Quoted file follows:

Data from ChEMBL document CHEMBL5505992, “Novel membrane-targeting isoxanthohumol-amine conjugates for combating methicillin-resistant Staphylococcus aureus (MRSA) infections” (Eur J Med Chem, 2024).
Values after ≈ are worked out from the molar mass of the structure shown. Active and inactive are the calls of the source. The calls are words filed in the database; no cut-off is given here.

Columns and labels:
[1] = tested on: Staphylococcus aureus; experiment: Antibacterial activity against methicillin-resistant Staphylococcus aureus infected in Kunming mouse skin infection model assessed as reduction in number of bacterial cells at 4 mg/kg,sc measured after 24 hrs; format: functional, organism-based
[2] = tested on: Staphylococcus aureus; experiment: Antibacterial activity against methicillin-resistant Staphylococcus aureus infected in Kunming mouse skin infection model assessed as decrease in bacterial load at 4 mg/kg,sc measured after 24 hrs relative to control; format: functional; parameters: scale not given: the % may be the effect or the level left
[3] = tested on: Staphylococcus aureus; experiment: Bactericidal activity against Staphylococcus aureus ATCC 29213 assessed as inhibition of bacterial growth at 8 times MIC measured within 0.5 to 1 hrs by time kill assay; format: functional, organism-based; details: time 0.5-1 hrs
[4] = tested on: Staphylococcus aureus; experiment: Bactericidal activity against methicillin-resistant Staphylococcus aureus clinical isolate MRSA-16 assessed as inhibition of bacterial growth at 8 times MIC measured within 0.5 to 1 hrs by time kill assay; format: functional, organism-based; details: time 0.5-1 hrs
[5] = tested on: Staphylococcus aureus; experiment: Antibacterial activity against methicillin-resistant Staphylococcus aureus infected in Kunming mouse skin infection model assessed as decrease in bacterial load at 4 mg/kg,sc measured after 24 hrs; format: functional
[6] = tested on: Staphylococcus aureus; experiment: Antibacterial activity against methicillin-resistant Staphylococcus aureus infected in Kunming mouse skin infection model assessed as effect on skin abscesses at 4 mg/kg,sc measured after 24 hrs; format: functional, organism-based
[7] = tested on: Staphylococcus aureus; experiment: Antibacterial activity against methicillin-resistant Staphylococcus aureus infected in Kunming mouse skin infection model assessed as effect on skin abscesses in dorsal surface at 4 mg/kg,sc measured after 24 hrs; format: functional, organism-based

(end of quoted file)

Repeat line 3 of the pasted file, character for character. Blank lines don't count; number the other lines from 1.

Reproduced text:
Columns and labels: